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Persistence Effects in Labor Force Participation

Author

Listed:
  • Robert S. Gay

    (Morgan Stanley)

  • William L. Wascher

    (Federal Reserve System)

Abstract

This paper examines empirically two facets of labor force participation dynamics that imply quite different interpretations of labor market fluctuations. The first, which underlies equilibrium business cycle models, is that workers time their participation to coincide with periods of high real wages. The second, which implies the existence of involuntary unemployment during cyclical downturns, is that workers' current labor force status is heavily influenced by their work experience in the recent past. The authors' results suggest that these persistence effects are a key feature of labor force behavior, particularly for teenagers, adult women, and older men. In contrast, very little evidence could be found to support the intertemporal substitution hypothesis.

Suggested Citation

  • Robert S. Gay & William L. Wascher, 1989. "Persistence Effects in Labor Force Participation," Eastern Economic Journal, Eastern Economic Association, vol. 15(3), pages 177-187, Jul-Sep.
  • Handle: RePEc:eej:eeconj:v:15:y:1989:i:3:p:177-187
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    File URL: http://web.holycross.edu/RePEc/eej/Archive/Volume15/V15N3P177_187.pdf
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    References listed on IDEAS

    as
    1. Parsons, Donald O, 1980. "The Decline in Male Labor Force Participation," Journal of Political Economy, University of Chicago Press, vol. 88(1), pages 117-134, February.
    2. Jacob Mincer & Solomon Polachek, 1974. "Family Investments in Human Capital: Earnings of Women," NBER Chapters, in: Marriage, Family, Human Capital, and Fertility, pages 76-110, National Bureau of Economic Research, Inc.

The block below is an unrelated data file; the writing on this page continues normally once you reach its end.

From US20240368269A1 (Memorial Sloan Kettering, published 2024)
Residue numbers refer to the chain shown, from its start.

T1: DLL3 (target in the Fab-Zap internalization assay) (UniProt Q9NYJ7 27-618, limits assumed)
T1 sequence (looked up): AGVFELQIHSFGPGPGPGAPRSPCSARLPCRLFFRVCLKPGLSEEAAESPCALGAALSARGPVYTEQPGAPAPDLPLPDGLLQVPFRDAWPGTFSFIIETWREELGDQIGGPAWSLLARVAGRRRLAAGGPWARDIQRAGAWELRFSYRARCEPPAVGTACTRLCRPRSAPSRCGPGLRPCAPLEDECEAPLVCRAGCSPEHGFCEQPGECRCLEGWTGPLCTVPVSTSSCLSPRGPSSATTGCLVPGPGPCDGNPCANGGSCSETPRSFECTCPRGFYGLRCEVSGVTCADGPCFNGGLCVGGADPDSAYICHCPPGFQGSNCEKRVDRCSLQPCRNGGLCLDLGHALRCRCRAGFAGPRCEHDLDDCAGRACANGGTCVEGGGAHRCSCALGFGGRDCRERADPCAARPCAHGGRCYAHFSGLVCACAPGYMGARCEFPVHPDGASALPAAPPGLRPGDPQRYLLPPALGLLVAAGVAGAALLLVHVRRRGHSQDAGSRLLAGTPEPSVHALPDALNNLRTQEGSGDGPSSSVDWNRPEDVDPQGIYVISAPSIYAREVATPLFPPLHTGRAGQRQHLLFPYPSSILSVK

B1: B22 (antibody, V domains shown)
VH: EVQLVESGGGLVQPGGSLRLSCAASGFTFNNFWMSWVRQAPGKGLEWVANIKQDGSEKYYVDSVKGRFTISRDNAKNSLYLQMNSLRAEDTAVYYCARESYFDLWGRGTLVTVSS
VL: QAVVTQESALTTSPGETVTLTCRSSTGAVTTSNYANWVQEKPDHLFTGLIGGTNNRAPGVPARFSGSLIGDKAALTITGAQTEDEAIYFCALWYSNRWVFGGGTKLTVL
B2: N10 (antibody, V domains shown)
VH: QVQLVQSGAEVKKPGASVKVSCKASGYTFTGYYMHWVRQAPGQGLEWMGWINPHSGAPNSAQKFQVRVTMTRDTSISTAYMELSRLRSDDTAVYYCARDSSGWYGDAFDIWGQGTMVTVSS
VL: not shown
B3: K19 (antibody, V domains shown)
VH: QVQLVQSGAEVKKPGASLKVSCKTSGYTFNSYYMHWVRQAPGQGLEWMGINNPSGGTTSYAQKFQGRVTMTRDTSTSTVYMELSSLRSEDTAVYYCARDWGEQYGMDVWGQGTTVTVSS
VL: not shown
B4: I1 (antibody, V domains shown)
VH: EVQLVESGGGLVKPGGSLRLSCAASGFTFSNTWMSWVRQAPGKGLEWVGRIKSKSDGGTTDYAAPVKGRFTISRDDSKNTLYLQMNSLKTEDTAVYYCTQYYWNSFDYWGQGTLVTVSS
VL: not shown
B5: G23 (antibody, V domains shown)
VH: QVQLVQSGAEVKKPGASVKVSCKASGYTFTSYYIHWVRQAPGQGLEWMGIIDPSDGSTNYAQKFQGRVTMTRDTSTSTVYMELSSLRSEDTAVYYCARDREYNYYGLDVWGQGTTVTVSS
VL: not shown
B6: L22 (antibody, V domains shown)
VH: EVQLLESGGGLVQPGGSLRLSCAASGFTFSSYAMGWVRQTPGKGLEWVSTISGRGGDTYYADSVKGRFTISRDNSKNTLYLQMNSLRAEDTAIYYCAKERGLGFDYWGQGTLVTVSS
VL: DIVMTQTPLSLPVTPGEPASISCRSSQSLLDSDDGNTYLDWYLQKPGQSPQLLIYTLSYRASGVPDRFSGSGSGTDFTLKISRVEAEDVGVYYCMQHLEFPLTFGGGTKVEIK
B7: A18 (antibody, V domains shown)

3. Gilbert Ghez & Gary S. Becker, 1975. "The Allocation of Time and Goods over the Life Cycle," NBER Books, National Bureau of Economic Research, Inc, number ghez75-1, March.
    4. Jonathan S. Leonard, 1979. "The Social Security Disability Program and Labor Force Participation," NBER Working Papers 0392, National Bureau of Economic Research, Inc.
    5. Barro, Robert J, 1978. "Unanticipated Money, Output, and the Price Level in the United States," Journal of Political Economy, University of Chicago Press, vol. 86(4), pages 549-580, August.
    6. Heckman, James J & Willis, Robert J, 1977. "A Beta-logistic Model for the Analysis of Sequential Labor Force Participation by Married Women," Journal of Political Economy, University of Chicago Press, vol. 85(1), pages 27-58, February.
    7. Gilbert Ghez & Gary S. Becker, 1975. "The Allocation of Goods Over the Life Cycle," NBER Chapters, in: The Allocation of Time and Goods over the Life Cycle, pages 46-82, National Bureau of Economic Research, Inc.
    8. Haveman, Robert H & Wolfe, Barbara L, 1984. "The Decline in Male Labor Force Participation: Comment," Journal of Political Economy, University of Chicago Press, vol. 92(3), pages 532-541, June.
    9. Gilbert Ghez & Gary S. Becker, 1975. "The Allocation of Time Over the Life Cycle," NBER Chapters, in: The Allocation of Time and Goods over the Life Cycle, pages 83-132, National Bureau of Economic Research, Inc.
    10. Lucas, Robert E, Jr & Rapping, Leonard A, 1969. "Real Wages, Employment, and Inflation," Journal of Political Economy, University of Chicago Press, vol. 77(5), pages 721-754, Sept./Oct.
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    Cited by:

    1. Julie L. Hotchkiss & John C. Robertson, 2006. "Asymmetric labor force participation decisions over the business cycle: evidence from U.S. microdata," FRB Atlanta Working Paper 2006-08, Federal Reserve Bank of Atlanta.

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